Editorial Board   Guest Author

Mr. Glasser

Marc Glasser

Managing Director, RM LLC

Marc Glasser is the Managing Director of RM (Protection Risk Management) LLC. RM LLC provides security, business continuity, and emergency management services spanning the protection of life, operations, assets and stakeholder value. He directs risk management, security, and business continuity programs (including business impact and supply chain analysis) to mitigate vulnerabilities, including natural (e.g., floods, earthquakes, hurricanes), technical (e.g., utility service disruptions, hazardous materials incidents), and intentional (e.g., terrorism, theft, espionage). Mr. Glasser also directs security, crisis and emergency management training, exercises, and evaluations. His risk management program evaluations are comprehensive and assess organization-wide, single point of failure, and site-specific variables in terms of financial (e.g., cost-benefit, profit and loss implication), stakeholder, and operational feasibility. Mr. Glasser is a former US Department of State Special Agent and a graduate of the Federal Law Enforcement Training Center. He holds a U.S. Government Top Secret security clearance and has worked in over 90 countries. Mr. Glasser has presented at national and international conferences. He participates on multiple professional associations and academic boards. His publications include industry and academic peer-reviewed journal articles. He holds a Master of Science Degree in Crisis and Emergency Management from the University of Nevada, Las Vegas and a Bachelor of Science Degree in Law Enforcement and Police Science from Sam Houston State University. He is an Adjunct Professor at the University of Nevada, Las Vegas, University of Maryland University College, and Henley-Putnam University. Mr. Glasser's professional accreditations include: CORE (Certified Organizational Resilience Executive, The International Consortium for Organizational Resilience); CPP (Certified Protection Professional, ASIS International); CEM (Certified Emergency Manager, International Association of Emergency Managers); CMAS (Certified Master Anti-Terrorism Specialist, Anti-Terrorist Accreditation Board); and ABCHS Fellow (American Board for Certification in Homeland Security Fellow). Additionally, he is Homeland Security Exercise and Evaluation Program (HSEEP) and HSEEP Train-the-Trainer Certified by the U.S. Department of Homeland Security and FEMA Continuity of Operations (COOP) Planner's Train-the-Trainer Workshop Certified.

Mr. Glasser can be contacted at 702-809-3434 or mglasser@rmllc.com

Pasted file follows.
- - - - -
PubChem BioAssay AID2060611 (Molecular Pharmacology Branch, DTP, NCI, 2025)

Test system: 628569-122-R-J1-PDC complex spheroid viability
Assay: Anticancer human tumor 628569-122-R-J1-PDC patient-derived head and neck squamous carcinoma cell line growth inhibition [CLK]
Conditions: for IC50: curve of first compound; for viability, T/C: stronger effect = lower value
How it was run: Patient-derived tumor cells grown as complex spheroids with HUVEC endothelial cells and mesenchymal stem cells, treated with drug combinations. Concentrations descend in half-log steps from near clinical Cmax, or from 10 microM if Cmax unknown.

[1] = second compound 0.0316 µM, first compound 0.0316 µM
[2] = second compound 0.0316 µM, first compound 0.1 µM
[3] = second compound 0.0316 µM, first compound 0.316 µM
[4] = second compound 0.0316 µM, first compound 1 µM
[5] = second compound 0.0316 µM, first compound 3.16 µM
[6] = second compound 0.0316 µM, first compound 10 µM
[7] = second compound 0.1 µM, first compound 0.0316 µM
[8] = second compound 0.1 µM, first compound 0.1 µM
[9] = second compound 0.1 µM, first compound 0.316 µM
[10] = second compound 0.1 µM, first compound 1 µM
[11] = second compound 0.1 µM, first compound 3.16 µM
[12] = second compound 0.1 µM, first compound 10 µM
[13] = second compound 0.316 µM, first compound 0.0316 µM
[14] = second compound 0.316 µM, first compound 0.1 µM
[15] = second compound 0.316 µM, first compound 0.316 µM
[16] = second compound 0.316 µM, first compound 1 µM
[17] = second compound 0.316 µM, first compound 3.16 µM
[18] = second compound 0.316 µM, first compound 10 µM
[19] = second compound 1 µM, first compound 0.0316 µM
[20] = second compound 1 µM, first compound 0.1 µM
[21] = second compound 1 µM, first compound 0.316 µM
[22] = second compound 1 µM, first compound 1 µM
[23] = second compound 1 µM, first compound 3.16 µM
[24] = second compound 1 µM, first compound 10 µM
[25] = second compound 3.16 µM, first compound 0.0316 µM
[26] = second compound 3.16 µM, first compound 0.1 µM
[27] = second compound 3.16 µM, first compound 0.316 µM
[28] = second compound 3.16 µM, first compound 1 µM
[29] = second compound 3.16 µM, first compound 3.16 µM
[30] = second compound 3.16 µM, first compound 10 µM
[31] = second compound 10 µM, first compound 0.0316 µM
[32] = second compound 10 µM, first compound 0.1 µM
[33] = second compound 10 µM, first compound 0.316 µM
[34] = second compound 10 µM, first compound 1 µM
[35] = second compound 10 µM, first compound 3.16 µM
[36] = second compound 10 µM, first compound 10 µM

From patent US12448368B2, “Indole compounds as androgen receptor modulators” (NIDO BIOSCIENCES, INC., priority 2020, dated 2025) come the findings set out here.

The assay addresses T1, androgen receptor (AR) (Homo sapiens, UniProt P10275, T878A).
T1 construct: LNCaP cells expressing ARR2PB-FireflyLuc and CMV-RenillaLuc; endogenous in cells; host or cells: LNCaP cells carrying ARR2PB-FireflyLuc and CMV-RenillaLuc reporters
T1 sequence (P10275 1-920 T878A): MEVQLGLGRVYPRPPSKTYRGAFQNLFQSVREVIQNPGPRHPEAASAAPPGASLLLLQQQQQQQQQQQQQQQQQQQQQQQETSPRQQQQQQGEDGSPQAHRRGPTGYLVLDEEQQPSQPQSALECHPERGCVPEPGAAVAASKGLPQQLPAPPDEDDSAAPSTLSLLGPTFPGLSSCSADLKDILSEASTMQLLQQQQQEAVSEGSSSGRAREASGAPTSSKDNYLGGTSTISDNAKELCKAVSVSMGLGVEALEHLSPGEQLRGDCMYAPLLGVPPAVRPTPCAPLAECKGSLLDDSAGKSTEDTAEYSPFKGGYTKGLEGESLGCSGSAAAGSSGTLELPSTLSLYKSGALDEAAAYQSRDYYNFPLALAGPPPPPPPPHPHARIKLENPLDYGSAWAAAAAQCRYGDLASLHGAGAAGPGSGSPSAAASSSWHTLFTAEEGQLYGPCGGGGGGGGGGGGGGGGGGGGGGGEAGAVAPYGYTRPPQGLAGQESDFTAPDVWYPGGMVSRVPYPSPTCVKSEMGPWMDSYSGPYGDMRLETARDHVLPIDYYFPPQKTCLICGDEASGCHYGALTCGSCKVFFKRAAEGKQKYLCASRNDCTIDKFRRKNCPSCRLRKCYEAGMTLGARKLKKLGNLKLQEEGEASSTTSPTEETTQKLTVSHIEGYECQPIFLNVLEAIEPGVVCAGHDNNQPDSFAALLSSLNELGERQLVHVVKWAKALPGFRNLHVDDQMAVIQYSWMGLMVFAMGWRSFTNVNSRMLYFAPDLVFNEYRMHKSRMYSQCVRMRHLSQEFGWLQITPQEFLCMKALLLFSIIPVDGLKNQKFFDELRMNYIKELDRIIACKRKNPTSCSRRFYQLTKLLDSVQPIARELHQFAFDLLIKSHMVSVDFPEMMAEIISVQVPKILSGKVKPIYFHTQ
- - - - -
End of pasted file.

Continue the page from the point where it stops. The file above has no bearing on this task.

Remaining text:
Coming up in December 2019...

Hotel Law: A Labor Crisis and Cyber Security

According to a recent study, the hospitality industry accounted for 2.9 trillion dollars in sales and in the U.S. alone, was responsible for 1 in 9 jobs. In an industry of that scope and dimension, legal issues touch every aspect of a hotel's operation, and legal services are required in order to conform to all prevailing laws and regulations. Though not all hotels face the same issues, there are some industry-wide subjects that are of concern more broadly. One of those matters is the issue of immigration and how it affects the ability of hotels to recruit qualified employees. The hotel industry is currently facing a labor crisis; the U.S. Labor Department estimates that there are 600,000 unfilled jobs in the industry. Part of the problem contributing to this labor shortage is the lack of H2B visas for low-skilled workers, combined with the difficulty in obtaining J-1 visas for temporary workers. Because comprehensive immigration reform is not being addressed politically, hotel managers expect things are going to get worse before they get better. Corporate cyber security is another major legal issue the industry must address. Hotels are under enormous pressure in this area given the large volume of customer financial transactions they handle daily. Recently, a federal court ruled that the Federal Trade Commission had the power to regulate corporate cyber security, so it is incumbent on hotels to establish data security programs in order to prevent data breaches. The lack of such programs could cause hotels to face legal threats from government agencies, class action lawsuits, and damage to their brand image if a data breach should occur. These are just two of the critical issues that the December issue of Hotel Business Review will examine in the area of hotel law.